Another great aspect of brown rice is that it is easy to combine with other foods in a wide variety of dishes.

5. Enoki mushrooms

Enoki mushrooms are a type of mushroom with a different look depending on whether they are cultivated or found in the wild. Enoki mushrooms are especially popular in Japanese cuisine.

100 grams of raw enoki mushrooms contains (5):

  • % of calories from carbs: 70%
  • Calories: 44
  • Protein: 2.6 grams
  • Carbs: 7.7 grams
  • Part of the carbs that is fiber: 2.7 grams
  • Fat: 0.3 grams
  • Niacin: 30% of the DV (Daily Value)
  • Folate: 13% of the DV
  • Thiamin: 12% of the DV
  • Vitamin B5: 11% of the DV
  • Phosphorus: 11% of the DV

And some other vitamins and minerals in smaller amounts.

6. Pink beans

This next option, pink beans, is a legume that is a great source of folate and manganese. If you struggle a lot with hunger there may be better legumes for you than pink beans but they are still a great source of carbs that is relatively low in calories.

100 grams of cooked pink beans contains (6):

  • % of calories from carbs: 76%
  • Calories: 149
  • Protein: 9.1 grams
  • Carbs: 27.9 grams
  • Part of the carbs that is fiber: 5.3 grams
  • Fat: 0.5 grams
  • Folate: 42% of the DV (Daily Value)
  • Manganese: 27% of the DV
  • Thiamin: 17% of the DV
  • Phosphorus: 17% of the DV
  • Magnesium: 16% of the DV

And some other vitamins and minerals in smaller amounts.

7. Zucchini

Zucchini, also called courgette, is a green to yellow vegetable that certainly qualifies as most of its calories coming from carbs while staying low in calories.

100 grams of cooked zucchini contains (7):

  • % of calories from carbs: 88%
  • Calories: 16
  • Protein: 0.6 grams
  • Carbs: 3.9 grams
  • Part of the carbs that is fiber: 1.4 grams
  • Fat: 0.1 grams
  • Vitamin A: 22% of the DV (Daily Value)
  • Manganese: 9% of the DV
  • Vitamin C: 8% of the DV
  • Potassium: 7% of the DV
  • Vitamin K: 5% of the DV

And some other vitamins and minerals in smaller amounts.

Similar to eggplants zucchini can be used as a pasta, in particular spaghetti, replacement in the form of zucchini noodles.

8. Raspberries

Raspberries are a type of berry, and thus fruit, available in a variety of colors. These berries stand out for their relatively high fiber content combined with a low calorie count.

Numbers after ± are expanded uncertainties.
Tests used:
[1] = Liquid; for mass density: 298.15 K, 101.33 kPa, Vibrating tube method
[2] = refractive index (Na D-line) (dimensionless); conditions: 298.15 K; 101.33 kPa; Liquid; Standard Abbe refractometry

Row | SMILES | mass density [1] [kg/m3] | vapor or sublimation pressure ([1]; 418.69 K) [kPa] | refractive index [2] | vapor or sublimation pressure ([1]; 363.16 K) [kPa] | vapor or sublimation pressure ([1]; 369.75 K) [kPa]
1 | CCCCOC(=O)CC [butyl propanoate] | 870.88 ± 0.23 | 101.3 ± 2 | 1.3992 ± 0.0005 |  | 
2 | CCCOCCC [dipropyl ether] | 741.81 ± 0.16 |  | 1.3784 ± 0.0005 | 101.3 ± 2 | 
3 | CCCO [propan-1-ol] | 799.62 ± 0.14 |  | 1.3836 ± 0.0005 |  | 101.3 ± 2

100 grams of raspberries contains (8):

  • % of calories from carbs: 82%
  • Calories: 52
  • Protein: 1.2 grams
  • Carbs: 11.9 grams
  • Part of the carbs that is fiber: 6.5 grams
  • Fat: 0.7 grams
  • Vitamin C: 44% of the DV (Daily Value)
  • Manganese: 34% of the DV
  • Vitamin K: 10% of the DV
  • Folate: 5% of the DV
  • Magnesium: 5% of the DV

And some other vitamins and minerals in smaller amounts.

This applies to most fruits but some foods that combine great with raspberries include yogurt, oatmeal, and smoothies.

9. Bulgur

This whole grain may not be the most popular whole grain but bulgur can be helpful if you are trying to consume more carbs while keeping your calorie intake low. Bulgur is actually one of the whole grains highest in fiber.

100 grams of cooked bulgur contains (9):

  • % of calories from carbs: 84%
  • Calories: 83
  • Protein: 3.1 grams
  • Carbs: 18.6 grams
  • Part of the carbs that is fiber: 4.5 grams
  • Fat: 0.2 grams
  • Manganese: 30% of the DV (Daily Value)
  • Magnesium: 8% of the DV
  • Niacin: 5% of the DV
  • Folate: 5% of the DV
  • Iron: 5% of the DV

And some other vitamins and minerals in smaller amounts.

10. Barley

Barley is one of the more widely cultivated whole grains around the world. One explanation for this may be that barley is commonly used to make beer, whiskey, and bread.

100 grams of cooked barley contains (10):

  • % of calories from carbs: 90%
  • Calories: 123
  • Protein: 2.3 grams
  • Carbs: 28.2 grams
  • Part of the carbs that is fiber: 3.8 grams
  • Fat: 0.4 grams
  • Manganese: 13% of the DV (Daily Value)
  • Selenium: 12% of the DV
  • Niacin: 10% of the DV
  • Iron: 7% of the DV
  • Thiamin: 6% of the DV

And some other vitamins and minerals in smaller amounts.